As on the march from Stroud to Cirencester,
Across the fields of Rodborough and Minchinhampton,
Gathering supporters from Thrupp, Brimscombe, Chalford,
Eastcombe, Bisley, Oakridge, Frampton Mansell,
Sapperton and Coates,
Sub-dividing into smaller groups to comb the valley bottoms,
An algorithm of determination,
Whilst others listened to the tattoo of horses,
Observing the troops moving in detachment,
Lines of Stroud Scarlet moving with officers’ orders,
And there, the sheriff with his javelin men:
‘On Friday last a Mobb was rais’d in these parts by the blowing of Horns &c consisting entirely of the lowest of the people such as weavers, mecanicks, labourers, prentices and boys, &c’,
‘They proceeded to a gristmill near the town … cutting open Baggs of Flower and giving & carrying it away and destroying corn &c’,
But in the main, Sheriff Dalloway said, they ‘behaved with great regularity and decency where they were not opposed and violence where they were; but pilferd very little, which to prevent, they will not now suffer women and boys to go with them.’
Chapter the Fourth:
Observing a fall in prices,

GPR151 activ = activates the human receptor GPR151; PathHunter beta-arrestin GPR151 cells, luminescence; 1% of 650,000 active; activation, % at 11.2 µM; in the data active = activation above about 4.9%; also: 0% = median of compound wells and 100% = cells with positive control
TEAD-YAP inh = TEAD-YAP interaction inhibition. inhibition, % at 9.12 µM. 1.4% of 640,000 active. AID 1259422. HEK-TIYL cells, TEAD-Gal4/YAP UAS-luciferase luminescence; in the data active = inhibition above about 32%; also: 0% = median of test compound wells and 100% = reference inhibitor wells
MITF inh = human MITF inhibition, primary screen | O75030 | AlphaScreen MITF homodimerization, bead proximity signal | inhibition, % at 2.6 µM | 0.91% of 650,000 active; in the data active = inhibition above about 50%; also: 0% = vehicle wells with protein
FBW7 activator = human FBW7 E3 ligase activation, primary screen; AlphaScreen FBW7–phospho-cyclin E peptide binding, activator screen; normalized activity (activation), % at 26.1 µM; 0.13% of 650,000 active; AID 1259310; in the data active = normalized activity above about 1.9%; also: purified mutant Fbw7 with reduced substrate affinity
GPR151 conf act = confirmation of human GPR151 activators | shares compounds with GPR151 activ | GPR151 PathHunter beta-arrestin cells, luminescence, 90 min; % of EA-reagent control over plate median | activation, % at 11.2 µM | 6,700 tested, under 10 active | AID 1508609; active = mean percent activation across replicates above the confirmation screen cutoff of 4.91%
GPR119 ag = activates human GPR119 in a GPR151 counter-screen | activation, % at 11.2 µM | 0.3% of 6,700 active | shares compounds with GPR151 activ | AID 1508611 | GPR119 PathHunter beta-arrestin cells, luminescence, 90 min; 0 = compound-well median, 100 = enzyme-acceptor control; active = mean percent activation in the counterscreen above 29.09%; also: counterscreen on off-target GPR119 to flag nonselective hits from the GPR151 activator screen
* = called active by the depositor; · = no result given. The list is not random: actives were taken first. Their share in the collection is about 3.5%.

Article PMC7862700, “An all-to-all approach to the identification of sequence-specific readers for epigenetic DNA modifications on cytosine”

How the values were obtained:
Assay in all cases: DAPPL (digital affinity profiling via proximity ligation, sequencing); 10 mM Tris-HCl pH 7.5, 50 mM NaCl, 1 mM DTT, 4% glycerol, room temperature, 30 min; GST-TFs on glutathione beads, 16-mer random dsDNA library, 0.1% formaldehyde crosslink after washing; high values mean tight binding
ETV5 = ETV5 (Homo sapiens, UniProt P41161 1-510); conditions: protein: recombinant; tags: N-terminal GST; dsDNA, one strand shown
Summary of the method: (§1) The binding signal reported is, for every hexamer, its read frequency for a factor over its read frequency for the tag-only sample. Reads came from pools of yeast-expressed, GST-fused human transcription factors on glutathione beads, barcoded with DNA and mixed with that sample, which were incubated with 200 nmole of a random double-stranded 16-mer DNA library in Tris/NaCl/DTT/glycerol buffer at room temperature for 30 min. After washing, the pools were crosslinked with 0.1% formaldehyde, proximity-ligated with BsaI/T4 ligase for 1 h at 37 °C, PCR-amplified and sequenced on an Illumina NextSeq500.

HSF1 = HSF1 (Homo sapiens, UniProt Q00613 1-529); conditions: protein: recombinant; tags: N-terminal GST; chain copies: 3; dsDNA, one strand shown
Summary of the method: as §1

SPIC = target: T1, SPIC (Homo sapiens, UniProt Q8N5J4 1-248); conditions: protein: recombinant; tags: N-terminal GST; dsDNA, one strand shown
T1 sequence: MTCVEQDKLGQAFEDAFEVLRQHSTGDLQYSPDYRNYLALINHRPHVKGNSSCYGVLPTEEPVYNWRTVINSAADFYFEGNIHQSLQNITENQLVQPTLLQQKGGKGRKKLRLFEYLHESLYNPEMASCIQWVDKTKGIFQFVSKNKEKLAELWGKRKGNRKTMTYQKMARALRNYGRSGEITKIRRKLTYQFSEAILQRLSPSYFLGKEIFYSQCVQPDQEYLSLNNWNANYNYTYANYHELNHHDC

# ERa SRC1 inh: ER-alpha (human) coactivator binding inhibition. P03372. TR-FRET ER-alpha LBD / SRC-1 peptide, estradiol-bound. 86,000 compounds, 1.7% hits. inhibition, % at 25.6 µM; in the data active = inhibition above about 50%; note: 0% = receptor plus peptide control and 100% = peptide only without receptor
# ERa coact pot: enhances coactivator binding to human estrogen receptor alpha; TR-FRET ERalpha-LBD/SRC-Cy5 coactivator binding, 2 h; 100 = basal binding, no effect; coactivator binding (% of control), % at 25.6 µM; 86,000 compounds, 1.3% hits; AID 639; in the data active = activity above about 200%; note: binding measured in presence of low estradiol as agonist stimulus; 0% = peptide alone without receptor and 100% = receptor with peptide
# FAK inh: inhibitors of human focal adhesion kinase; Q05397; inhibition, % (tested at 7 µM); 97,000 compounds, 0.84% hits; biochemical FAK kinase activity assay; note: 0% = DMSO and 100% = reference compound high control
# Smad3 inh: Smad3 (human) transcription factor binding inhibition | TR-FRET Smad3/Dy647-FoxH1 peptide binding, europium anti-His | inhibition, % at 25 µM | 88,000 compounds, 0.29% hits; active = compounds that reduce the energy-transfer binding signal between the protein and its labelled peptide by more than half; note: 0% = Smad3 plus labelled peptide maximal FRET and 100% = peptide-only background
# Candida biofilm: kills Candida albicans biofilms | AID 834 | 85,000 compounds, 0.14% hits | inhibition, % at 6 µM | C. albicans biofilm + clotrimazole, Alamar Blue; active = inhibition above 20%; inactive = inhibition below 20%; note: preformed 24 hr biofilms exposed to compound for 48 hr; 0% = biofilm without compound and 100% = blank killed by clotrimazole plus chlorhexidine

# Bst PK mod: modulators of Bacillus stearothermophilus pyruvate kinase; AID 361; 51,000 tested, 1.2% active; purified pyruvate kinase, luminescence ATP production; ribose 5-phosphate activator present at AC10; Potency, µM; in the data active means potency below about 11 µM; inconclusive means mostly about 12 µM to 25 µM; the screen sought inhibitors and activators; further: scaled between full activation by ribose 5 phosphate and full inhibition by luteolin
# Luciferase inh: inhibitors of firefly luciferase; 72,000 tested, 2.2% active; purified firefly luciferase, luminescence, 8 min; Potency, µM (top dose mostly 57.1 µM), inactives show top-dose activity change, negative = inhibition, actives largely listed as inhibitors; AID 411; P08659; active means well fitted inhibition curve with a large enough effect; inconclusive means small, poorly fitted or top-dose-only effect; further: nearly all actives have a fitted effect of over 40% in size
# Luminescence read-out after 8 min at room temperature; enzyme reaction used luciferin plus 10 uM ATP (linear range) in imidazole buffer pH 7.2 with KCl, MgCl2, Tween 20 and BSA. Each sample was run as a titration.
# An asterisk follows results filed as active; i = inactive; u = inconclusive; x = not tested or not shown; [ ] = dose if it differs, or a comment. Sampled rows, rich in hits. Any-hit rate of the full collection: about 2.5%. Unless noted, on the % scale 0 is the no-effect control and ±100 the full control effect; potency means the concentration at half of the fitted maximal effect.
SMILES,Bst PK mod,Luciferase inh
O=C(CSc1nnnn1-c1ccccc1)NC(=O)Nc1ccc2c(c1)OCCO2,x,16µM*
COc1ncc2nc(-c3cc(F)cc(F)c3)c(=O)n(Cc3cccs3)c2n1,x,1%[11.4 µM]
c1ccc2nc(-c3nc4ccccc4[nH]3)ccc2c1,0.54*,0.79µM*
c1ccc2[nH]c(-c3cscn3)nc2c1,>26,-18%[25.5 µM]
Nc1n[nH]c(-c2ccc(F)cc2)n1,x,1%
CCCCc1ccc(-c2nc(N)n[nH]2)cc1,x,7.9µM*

As landlords and gentry responded to the crowds,
By suggesting to their tenant farmers,
that corn should be sent straight to market,
Watching ringleaders claim that they were in fact maintaining the law
Rather than breaking it:
‘Many that are under sentence of death thought they were doing a meritorious act at the very moment they were forfeiting their lives’,
As bread and corn were intercepted not just on road and in lane,
Stopping cart or heavy waggon,
But also on canal,
And the River Severn,
When barges laden with corn would be boarded.
Chapter the Fifth:
I used to walk around Ruscombe, near Stroud,
When I popped out from school at lunchtime,
And there in the lane is Baker’s Cottage –
In 1766, Hester and Jane Pitt pushed Mary Cooke off her horse,
And made off with a good baker’s dozen of 16 loaves.
And, here in Bread Street, today, 23rd February 2022,
Just by the old stone stile in a gap in the drystone wall,
Dividing lane and field,
As part of the Terminalia Festival,
On the subject of boundaries and wisdom,
I stopped to read all the above
To Radical Stroud.